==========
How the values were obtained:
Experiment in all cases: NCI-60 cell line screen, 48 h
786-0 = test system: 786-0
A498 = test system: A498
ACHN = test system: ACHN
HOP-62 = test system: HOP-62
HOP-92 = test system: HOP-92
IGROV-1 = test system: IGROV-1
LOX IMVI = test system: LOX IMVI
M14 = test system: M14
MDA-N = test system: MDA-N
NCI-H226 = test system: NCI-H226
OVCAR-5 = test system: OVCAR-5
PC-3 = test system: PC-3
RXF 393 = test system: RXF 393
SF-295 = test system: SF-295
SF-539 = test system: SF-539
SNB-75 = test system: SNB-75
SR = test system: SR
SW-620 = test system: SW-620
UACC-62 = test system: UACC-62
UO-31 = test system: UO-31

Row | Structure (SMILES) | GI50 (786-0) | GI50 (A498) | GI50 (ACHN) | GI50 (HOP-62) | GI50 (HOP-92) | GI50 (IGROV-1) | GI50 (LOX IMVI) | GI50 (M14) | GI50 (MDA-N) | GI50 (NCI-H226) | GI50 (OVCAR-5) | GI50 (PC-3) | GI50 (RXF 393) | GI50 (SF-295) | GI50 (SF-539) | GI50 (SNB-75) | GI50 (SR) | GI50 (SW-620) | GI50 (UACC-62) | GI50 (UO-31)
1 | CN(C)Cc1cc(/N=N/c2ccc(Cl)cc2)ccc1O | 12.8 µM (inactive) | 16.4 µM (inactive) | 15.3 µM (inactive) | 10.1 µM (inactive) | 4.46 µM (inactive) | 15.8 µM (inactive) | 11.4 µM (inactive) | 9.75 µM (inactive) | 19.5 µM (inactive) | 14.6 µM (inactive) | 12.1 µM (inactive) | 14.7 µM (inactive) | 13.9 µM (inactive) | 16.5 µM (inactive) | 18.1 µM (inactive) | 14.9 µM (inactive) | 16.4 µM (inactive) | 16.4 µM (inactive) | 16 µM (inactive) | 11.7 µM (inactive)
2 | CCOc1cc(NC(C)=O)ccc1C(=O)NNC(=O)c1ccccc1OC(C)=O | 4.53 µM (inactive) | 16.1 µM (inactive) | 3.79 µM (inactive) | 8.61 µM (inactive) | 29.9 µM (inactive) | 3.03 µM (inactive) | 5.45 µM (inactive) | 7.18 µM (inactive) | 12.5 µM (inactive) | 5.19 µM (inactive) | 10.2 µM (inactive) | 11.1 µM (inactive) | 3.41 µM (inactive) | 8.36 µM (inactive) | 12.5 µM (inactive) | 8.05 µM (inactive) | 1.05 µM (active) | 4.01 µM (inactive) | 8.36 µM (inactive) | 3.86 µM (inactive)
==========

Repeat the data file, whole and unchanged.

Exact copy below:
How the values were obtained:
Experiment in all cases: NCI-60 cell line screen, 48 h
786-0 = test system: 786-0
A498 = test system: A498
ACHN = test system: ACHN
HOP-62 = test system: HOP-62
HOP-92 = test system: HOP-92
IGROV-1 = test system: IGROV-1
LOX IMVI = test system: LOX IMVI
M14 = test system: M14
MDA-N = test system: MDA-N
NCI-H226 = test system: NCI-H226
OVCAR-5 = test system: OVCAR-5
PC-3 = test system: PC-3
RXF 393 = test system: RXF 393
SF-295 = test system: SF-295
SF-539 = test system: SF-539
SNB-75 = test system: SNB-75
SR = test system: SR
SW-620 = test system: SW-620
UACC-62 = test system: UACC-62
UO-31 = test system: UO-31

Row | Structure (SMILES) | GI50 (786-0) | GI50 (A498) | GI50 (ACHN) | GI50 (HOP-62) | GI50 (HOP-92) | GI50 (IGROV-1) | GI50 (LOX IMVI) | GI50 (M14) | GI50 (MDA-N) | GI50 (NCI-H226) | GI50 (OVCAR-5) | GI50 (PC-3) | GI50 (RXF 393) | GI50 (SF-295) | GI50 (SF-539) | GI50 (SNB-75) | GI50 (SR) | GI50 (SW-620) | GI50 (UACC-62) | GI50 (UO-31)
1 | CN(C)Cc1cc(/N=N/c2ccc(Cl)cc2)ccc1O | 12.8 µM (inactive) | 16.4 µM (inactive) | 15.3 µM (inactive) | 10.1 µM (inactive) | 4.46 µM (inactive) | 15.8 µM (inactive) | 11.4 µM (inactive) | 9.75 µM (inactive) | 19.5 µM (inactive) | 14.6 µM (inactive) | 12.1 µM (inactive) | 14.7 µM (inactive) | 13.9 µM (inactive) | 16.5 µM (inactive) | 18.1 µM (inactive) | 14.9 µM (inactive) | 16.4 µM (inactive) | 16.4 µM (inactive) | 16 µM (inactive) | 11.7 µM (inactive)
2 | CCOc1cc(NC(C)=O)ccc1C(=O)NNC(=O)c1ccccc1OC(C)=O | 4.53 µM (inactive) | 16.1 µM (inactive) | 3.79 µM (inactive) | 8.61 µM (inactive) | 29.9 µM (inactive) | 3.03 µM (inactive) | 5.45 µM (inactive) | 7.18 µM (inactive) | 12.5 µM (inactive) | 5.19 µM (inactive) | 10.2 µM (inactive) | 11.1 µM (inactive) | 3.41 µM (inactive) | 8.36 µM (inactive) | 12.5 µM (inactive) | 8.05 µM (inactive) | 1.05 µM (active) | 4.01 µM (inactive) | 8.36 µM (inactive) | 3.86 µM (inactive)